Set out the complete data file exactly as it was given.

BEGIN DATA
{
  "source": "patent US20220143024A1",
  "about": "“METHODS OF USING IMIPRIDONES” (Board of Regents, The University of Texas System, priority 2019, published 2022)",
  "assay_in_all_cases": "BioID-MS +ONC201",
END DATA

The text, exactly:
{
  "source": "patent US20220143024A1",
  "about": "“METHODS OF USING IMIPRIDONES” (Board of Regents, The University of Texas System, priority 2019, published 2022)",
  "assay_in_all_cases": "BioID-MS +ONC201",